Street Scene #1  Door Study.
Kyiv, Ukraine, Pyrogovo Museum, April 19, 2003.
Like this door, we were questioning if our opportunity to adopt was in jeopardy. We had just returned from our first unsuccessful ref feral in Zaporizhzhia. We believed that our luck would be better next time as we waited for our next appointment at the National Adoption Center or NAC. So long as we stayed hopeful, there remained a chance that we would find our son.

Street Scene #1  Ukraine Landscape #1. Farm Field.
Kyiv, Ukraine, Pyrogovo Museum, April 19, 2003
One could view this scene on any given highway outside of Kyiv. It is no wonder Ukraine was considered the "Bread Basket" of the Soviet Union. Beautiful fertile soil abounds throughout the countryside. Due to the collapse of the Soviet Union, production has fallen as individual farmers rely on centuries old techniques to till the soil of these vast collective farms.

Ukraine Landscape #2 Roof Study.
Kyiv, Ukraine, Pyrogovo Museum, April 19, 2003
We had just traveled back from Zaporizhzhia, our first unsuccessful referral. We felt disappointed, since we were misinformed as to the health of the child. I found this roof with its sharpened framework an interesting metaphor for the plight which befell us. The Ukrainian adoption system differs from most countries, since you don't go thru an agency . All adoptions therefore are considered private. Adoptive parents are not assigned a child or children prior to traveling to Ukraine. This means that one must look through a book much like a "mug book" with pictures of the children and a synopsis of their medical history written in Cyrillic. Frequently , the pictures and health histories are not updated. To add further insult, the system does not encourage adoptive parents to report inaccuracies. Reporting inaccuracies would result in an investigation, potential embarrassment for the officials at the National Adoption Center and at the orphanage, which could douse the hopes of the adoptive parents for future referrals.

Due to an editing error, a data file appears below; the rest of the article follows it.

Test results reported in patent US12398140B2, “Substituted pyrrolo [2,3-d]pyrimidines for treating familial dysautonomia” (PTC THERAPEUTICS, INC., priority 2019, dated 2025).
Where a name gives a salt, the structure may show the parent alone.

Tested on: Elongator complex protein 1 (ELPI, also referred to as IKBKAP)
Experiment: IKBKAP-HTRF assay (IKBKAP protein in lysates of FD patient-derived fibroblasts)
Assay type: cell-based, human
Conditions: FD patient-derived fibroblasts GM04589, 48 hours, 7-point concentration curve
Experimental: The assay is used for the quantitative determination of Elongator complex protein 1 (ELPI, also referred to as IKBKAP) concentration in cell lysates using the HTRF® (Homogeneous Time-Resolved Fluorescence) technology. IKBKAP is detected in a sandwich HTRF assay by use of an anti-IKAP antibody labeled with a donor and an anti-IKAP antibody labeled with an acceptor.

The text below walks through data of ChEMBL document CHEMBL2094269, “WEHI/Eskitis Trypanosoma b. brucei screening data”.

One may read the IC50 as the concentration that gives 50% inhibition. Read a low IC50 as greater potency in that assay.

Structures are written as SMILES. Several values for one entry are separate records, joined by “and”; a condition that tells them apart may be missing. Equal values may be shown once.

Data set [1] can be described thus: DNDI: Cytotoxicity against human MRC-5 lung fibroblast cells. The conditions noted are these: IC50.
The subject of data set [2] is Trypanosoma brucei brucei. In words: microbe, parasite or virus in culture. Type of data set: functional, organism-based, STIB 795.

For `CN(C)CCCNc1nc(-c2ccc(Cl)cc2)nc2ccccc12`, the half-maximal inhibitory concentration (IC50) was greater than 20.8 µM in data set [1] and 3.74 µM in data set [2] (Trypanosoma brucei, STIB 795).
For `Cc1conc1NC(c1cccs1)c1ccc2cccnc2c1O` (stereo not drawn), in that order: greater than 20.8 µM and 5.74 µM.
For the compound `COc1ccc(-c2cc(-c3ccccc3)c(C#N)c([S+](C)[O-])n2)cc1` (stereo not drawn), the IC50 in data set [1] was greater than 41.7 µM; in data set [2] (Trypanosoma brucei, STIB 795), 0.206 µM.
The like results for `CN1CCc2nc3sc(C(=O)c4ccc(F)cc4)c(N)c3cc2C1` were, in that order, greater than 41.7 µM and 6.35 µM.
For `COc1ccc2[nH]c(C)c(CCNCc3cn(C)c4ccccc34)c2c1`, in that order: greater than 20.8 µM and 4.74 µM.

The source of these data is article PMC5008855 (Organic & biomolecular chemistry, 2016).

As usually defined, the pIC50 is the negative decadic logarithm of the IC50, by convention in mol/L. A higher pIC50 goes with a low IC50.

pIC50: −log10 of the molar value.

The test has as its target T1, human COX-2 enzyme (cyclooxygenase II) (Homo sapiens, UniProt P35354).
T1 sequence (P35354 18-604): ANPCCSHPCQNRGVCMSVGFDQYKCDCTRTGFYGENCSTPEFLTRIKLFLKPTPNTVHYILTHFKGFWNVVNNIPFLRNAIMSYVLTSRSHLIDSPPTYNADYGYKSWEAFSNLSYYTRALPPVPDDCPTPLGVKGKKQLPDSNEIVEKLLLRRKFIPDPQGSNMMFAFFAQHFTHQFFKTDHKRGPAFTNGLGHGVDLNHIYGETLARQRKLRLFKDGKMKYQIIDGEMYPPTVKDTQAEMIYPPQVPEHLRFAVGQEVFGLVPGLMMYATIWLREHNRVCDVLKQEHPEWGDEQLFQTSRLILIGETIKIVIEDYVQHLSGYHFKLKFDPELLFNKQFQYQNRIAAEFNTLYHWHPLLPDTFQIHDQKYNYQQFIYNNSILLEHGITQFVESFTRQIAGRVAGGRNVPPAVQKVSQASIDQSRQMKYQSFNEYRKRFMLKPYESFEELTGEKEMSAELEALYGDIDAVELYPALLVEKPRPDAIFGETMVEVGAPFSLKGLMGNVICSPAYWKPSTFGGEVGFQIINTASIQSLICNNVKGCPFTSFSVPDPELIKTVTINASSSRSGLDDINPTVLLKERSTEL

Ukraine Street Scene #2 Ukraine Street Scene #2. Dream Afar.
Kyiv Ukraine, April 26, 2003
We occupied most of our time in Kyiv waiting for appointments, or documents to be signed. Plus, frequent holidays closed down government offices at least once or twice a week . This meant that we could take a few sight seeing trips on our own. This image comes from one trip to the Kyiv zoo. When we made our adoption plan, we envisioned adopting two children, one boy and one girl. By the time this picture was taken, we had just experienced our second unsuccessful referral. In addition, it was difficult to find a healthy girl referral, since girls were a very popular choice for other adoptive parents. We started to think our dream was vanishing. We were coming home empty-handed.

Kyiv Zoo  Kyiv Zoo.
Kyiv Ukraine, April 26, 2003
This is another image from the Kyiv Zoo. The zoo was not a high priority for public funds. The animals appeared sickly, thin, and unclean. This polar bear exhibit presented an interesting symbolic array. In the back ground there is the North American continent and Eastern Europe. In the foreground were the bars preventing us from bring our dreams to fruition.